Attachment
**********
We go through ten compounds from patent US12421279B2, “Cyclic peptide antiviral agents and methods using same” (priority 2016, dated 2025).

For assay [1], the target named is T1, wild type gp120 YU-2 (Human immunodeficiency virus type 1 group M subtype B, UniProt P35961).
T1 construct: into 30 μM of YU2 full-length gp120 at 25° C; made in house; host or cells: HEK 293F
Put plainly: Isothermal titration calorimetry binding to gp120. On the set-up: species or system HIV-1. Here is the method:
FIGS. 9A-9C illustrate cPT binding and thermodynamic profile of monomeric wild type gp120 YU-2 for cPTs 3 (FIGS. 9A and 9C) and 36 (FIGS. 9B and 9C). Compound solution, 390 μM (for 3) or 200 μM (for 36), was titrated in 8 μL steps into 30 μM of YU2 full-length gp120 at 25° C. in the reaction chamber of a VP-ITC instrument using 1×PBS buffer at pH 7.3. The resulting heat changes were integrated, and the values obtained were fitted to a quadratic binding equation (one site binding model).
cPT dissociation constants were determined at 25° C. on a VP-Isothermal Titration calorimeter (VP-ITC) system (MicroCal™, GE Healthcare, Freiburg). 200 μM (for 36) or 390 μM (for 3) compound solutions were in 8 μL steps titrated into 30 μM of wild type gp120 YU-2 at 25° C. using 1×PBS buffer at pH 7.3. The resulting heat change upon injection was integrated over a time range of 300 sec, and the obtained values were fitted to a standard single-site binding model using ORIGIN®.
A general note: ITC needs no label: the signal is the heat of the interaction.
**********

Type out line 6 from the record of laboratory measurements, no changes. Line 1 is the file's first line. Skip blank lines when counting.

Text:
cPT dissociation constants were determined at 25° C. on a VP-Isothermal Titration calorimeter (VP-ITC) system (MicroCal™, GE Healthcare, Freiburg). 200 μM (for 36) or 390 μM (for 3) compound solutions were in 8 μL steps titrated into 30 μM of wild type gp120 YU-2 at 25° C. using 1×PBS buffer at pH 7.3. The resulting heat change upon injection was integrated over a time range of 300 sec, and the obtained values were fitted to a standard single-site binding model using ORIGIN®.